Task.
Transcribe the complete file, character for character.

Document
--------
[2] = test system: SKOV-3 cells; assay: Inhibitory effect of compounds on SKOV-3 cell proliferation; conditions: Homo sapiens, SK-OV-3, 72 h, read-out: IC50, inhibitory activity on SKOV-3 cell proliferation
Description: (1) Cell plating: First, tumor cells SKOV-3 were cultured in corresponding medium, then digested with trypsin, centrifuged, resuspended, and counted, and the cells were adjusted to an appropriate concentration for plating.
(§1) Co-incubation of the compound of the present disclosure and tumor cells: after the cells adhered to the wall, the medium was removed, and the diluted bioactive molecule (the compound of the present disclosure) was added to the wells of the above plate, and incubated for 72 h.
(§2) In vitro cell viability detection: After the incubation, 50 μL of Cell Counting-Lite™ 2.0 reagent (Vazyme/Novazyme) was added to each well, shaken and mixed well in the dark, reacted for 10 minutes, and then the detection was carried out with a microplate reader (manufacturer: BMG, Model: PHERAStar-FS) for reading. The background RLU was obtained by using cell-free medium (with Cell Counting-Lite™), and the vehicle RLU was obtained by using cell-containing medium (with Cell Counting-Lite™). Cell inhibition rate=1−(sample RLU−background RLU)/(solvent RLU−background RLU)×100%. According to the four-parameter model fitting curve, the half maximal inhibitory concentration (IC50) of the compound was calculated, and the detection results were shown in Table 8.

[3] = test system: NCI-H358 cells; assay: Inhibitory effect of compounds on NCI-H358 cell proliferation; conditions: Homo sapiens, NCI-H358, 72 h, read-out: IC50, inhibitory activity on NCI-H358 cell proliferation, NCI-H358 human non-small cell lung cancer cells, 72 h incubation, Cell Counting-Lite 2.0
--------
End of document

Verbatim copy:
[2] = test system: SKOV-3 cells; assay: Inhibitory effect of compounds on SKOV-3 cell proliferation; conditions: Homo sapiens, SK-OV-3, 72 h, read-out: IC50, inhibitory activity on SKOV-3 cell proliferation
Description: (1) Cell plating: First, tumor cells SKOV-3 were cultured in corresponding medium, then digested with trypsin, centrifuged, resuspended, and counted, and the cells were adjusted to an appropriate concentration for plating.
(§1) Co-incubation of the compound of the present disclosure and tumor cells: after the cells adhered to the wall, the medium was removed, and the diluted bioactive molecule (the compound of the present disclosure) was added to the wells of the above plate, and incubated for 72 h.
(§2) In vitro cell viability detection: After the incubation, 50 μL of Cell Counting-Lite™ 2.0 reagent (Vazyme/Novazyme) was added to each well, shaken and mixed well in the dark, reacted for 10 minutes, and then the detection was carried out with a microplate reader (manufacturer: BMG, Model: PHERAStar-FS) for reading. The background RLU was obtained by using cell-free medium (with Cell Counting-Lite™), and the vehicle RLU was obtained by using cell-containing medium (with Cell Counting-Lite™). Cell inhibition rate=1−(sample RLU−background RLU)/(solvent RLU−background RLU)×100%. According to the four-parameter model fitting curve, the half maximal inhibitory concentration (IC50) of the compound was calculated, and the detection results were shown in Table 8.

[3] = test system: NCI-H358 cells; assay: Inhibitory effect of compounds on NCI-H358 cell proliferation; conditions: Homo sapiens, NCI-H358, 72 h, read-out: IC50, inhibitory activity on NCI-H358 cell proliferation, NCI-H358 human non-small cell lung cancer cells, 72 h incubation, Cell Counting-Lite 2.0